European markets closed lower on Monday after U.S. President Donald Trump took office and promised to pursue a protectionist policy.
The pan-European Stoxx 600 ended down 0.43 percent with most sectors trading in negative territory. Market players appeared to be adopt a cautious approach after President Donald Trump reiterated his intention to pursue a protectionist agenda.
Banking stocks were among the worst performers on Monday, with the sector off by more than 1.2 percent.
Credit Agricole was 2.7 percent lower after a 491 million euro ($525 million) charge on its French retail unit last Friday. In Italy, reports said that Intesa Sanpaolo could take a stake in Generali.
The latter was up by more than 3.9 percent, topping the European index.
Oil and gas stocks were off by 1.3 percent as investors doubt that there will be a 100 percent compliance with an output cut deal stroke last year.
The euro and the sterling were higher on Monday against the dollar. The latter hit a five-week higher as investors believe that Tuesday’s supreme court ruling will say that the U.S. government will need parliamentary approval on its Brexit deal.
On Wall Street, both the Dow Jones Industrial Average and the broader S&P 500 traded down by more than 0.3 percent.
The earnings season has kicked off in Europe with Philips Lighting announcing that its operating profit margin rose to 9.1 percent. Its earnings before profit stood at 645 million euros ($693 million) compared to 547 million euros in 2015. Its shares were off by 0.1 percent on Monday.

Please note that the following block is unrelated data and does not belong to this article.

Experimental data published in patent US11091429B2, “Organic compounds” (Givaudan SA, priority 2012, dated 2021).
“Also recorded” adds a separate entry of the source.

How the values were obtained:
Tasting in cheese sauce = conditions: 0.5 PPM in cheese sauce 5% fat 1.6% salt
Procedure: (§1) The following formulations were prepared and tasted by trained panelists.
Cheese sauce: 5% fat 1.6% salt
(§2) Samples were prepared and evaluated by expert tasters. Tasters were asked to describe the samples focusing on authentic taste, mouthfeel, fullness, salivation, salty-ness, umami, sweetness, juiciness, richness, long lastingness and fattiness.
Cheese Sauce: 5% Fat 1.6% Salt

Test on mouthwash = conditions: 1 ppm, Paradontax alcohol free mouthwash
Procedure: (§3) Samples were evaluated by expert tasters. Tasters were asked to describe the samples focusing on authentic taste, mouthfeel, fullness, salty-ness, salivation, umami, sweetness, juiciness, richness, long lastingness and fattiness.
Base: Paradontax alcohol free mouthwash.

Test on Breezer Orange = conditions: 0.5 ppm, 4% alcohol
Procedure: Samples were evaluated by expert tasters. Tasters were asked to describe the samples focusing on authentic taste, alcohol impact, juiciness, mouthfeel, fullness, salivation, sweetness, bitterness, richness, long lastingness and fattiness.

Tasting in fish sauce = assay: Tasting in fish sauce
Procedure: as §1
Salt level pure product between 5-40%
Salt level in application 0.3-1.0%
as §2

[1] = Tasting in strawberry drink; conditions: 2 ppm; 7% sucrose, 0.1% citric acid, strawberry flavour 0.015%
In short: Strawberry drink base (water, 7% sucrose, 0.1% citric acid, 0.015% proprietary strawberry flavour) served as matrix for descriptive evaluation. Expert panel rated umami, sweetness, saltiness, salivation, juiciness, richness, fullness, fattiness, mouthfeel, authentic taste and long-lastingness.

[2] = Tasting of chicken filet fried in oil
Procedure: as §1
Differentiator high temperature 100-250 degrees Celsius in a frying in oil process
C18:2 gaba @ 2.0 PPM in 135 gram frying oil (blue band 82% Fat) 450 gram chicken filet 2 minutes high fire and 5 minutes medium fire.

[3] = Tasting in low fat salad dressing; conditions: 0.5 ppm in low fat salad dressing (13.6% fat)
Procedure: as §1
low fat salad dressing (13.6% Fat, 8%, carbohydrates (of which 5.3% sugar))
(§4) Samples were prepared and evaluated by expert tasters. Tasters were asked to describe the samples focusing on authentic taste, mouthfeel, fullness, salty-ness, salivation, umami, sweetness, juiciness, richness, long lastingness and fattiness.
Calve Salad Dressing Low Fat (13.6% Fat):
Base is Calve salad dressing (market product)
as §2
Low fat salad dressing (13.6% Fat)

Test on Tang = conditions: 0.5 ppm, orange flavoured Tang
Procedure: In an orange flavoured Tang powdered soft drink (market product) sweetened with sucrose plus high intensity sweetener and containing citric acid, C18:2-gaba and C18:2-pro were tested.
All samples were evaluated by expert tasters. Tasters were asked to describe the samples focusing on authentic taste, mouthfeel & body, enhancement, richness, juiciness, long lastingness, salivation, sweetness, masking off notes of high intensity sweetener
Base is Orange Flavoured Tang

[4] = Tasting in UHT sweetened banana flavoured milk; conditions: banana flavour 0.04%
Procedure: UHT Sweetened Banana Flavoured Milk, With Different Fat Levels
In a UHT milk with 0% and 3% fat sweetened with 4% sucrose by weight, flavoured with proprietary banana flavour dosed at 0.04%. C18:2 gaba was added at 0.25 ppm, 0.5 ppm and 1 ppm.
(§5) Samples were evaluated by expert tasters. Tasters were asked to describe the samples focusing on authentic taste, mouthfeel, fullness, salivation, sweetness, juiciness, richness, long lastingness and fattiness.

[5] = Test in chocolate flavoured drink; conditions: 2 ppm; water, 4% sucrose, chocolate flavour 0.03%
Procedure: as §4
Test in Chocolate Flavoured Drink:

Shares of the Swedish Fingerprint Cards tumbled over 7.5 percent after its board member Lars Soderfjell was taken into custody by authorities on suspicion of market abuse, Reuters reported.
Essentra, a packaging components firm, said Monday its full-year adjusted operating profit would not be reached due to “challenging market conditions.” Its shares pared most its losses after a drop of 10 percent in early trade.
Reports of a potential merger between Berkeley Group and Bovis Homes sent their shares higher in early trade. The latter was up by more than 3.6 percent.
The European statistics office, Eurostat, reported that government debt dropped across the euro zone to 90.1 percent of GDP in the third quarter of last year.